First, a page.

Battery key to island’s hybrid system

SMA's Sint Eustatius hybrid solar, battery and diesel plant.

SMA has commissioned a hybrid solar, battery and diesel plant to reduce fossil fuel consumption on the Caribbean island of Sint Eustatius.

 

By Jason Deign

Inverter maker SMA Solar Technology yesterday confirmed commissioning of a hybrid battery, PV and diesel system covering the electricity needs of a small Caribbean island.

The system will allow the 21km2, 3,500-population island of Sint Eustatius, in the Caribbean Netherlands, to cut its fossil-fuel consumption by 30%, equivalent to 800,000 litres of diesel and 2,200 tons of CO2 a year.

The hybrid system includes a 1.9MW solar plant, which can cover more than 23% of the island’s 13.5GWh annual electricity demand, plus 1MW of battery storage.

Diesel genset integration is through SMA’s Fuel Save Controller 2.0 software. SMA also supplied a Sunny Central Storage 1000 battery inverter and a Medium Voltage Power Station 1000.

This “enables a measured solar fraction of up to 88% during sunshine hours and supports the grid with stability functions such as frequency regulation, ramp-rate control for PV and optimisation of diesel genset operation,” SMA said.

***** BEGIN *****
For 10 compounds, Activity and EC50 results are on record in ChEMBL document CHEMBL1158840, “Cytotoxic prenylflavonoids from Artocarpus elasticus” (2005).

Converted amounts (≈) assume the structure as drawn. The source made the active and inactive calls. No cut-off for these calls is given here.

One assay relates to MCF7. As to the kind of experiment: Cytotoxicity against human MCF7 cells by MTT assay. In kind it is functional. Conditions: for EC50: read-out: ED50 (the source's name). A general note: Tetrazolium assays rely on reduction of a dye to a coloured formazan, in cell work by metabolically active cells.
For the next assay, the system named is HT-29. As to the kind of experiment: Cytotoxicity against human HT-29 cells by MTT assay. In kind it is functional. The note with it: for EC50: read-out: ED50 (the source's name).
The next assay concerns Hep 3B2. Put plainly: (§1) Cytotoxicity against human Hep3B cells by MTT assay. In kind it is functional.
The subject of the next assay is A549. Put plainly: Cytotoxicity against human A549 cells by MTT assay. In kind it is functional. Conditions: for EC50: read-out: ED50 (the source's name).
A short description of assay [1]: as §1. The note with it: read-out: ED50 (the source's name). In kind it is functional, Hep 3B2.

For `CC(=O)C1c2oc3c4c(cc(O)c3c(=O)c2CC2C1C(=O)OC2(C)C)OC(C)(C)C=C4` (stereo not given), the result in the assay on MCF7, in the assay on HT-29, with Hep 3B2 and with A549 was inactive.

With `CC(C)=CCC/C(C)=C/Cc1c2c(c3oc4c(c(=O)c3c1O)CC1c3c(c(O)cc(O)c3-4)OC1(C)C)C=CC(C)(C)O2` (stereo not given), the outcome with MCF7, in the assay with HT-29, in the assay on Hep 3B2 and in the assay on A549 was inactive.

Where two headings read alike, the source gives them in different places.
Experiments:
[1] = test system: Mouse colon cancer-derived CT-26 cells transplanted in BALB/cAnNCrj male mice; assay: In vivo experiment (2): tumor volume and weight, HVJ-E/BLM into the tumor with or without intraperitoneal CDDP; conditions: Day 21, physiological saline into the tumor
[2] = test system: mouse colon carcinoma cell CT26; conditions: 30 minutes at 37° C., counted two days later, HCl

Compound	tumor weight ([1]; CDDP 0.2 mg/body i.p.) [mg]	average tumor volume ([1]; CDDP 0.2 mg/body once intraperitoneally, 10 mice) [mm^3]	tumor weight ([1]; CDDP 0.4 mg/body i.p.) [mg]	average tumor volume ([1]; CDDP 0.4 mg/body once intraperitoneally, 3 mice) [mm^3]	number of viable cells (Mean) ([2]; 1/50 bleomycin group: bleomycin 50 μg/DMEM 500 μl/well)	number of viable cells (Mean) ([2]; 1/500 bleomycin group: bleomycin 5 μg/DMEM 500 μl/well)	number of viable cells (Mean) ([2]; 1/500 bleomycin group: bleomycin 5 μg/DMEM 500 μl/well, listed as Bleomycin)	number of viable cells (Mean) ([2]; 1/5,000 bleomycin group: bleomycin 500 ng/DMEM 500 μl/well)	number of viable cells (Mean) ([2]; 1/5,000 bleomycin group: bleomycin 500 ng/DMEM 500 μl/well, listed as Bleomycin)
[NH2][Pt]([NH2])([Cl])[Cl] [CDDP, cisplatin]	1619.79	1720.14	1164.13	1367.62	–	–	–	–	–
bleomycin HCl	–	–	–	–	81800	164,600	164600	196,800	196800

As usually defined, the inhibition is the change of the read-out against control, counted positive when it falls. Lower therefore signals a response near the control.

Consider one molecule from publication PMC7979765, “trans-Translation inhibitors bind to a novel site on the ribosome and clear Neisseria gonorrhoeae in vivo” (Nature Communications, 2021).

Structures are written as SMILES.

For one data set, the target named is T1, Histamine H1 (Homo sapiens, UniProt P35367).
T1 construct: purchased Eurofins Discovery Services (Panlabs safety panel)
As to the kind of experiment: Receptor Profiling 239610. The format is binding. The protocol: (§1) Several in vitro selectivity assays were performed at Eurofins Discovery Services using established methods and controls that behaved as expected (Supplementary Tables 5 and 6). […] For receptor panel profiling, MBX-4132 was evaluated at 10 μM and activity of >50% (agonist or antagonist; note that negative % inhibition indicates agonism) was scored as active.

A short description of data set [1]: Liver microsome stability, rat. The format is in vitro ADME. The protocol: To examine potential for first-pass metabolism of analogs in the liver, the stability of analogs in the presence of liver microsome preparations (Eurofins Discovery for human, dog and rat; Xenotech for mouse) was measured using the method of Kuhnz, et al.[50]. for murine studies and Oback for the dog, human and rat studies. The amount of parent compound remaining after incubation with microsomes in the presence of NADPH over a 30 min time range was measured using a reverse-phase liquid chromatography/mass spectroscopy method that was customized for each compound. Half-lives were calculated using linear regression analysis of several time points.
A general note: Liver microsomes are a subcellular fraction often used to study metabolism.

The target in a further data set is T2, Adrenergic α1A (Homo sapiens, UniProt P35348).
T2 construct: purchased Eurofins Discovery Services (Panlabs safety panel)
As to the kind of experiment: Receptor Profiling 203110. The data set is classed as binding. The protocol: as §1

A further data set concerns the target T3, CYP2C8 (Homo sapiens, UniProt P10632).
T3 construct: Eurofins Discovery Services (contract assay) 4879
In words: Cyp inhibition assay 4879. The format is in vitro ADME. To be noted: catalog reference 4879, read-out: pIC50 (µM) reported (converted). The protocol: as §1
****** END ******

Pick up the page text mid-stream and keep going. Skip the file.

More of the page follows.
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P2P energy player lobbies for storage

Battery storage in P2P energy networks could help businesses such as the Eden Project save money. (Pic: Jürgen Matern)

Battery storage in P2P energy networks could help businesses such as the Eden Project save money. (Pic: Jürgen Matern)

By Jason Deign

Peer-to-peer (P2P) power supplier Open Utility is planning to pressure the UK electricity market regulator towards introducing grid-balancing measures that could include energy storage.

The company, which runs an energy marketplace called Piclo, hopes to convince the Office of Gas and Electricity Markets (Ofgem) that P2P networks are good for consumers and distributed generation asset owners.

“There are significant benefits in better balancing renewables and demand on a local electricity network,” said James Johnston, Open Utility’s CEO and co-founder. “Energy storage will be key in enabling this balancing.”

Currently, he said, UK regulations do little to encourage the use of energy storage in P2P networks. Piclo, which allows businesses to buy renewable power directly from source, does not currently include storage, for example.

However, Johnston said: “If regulations allow for it, incentivising local balancing using P2P energy matching could unlock significant financial rewards for local consumers and generators.”
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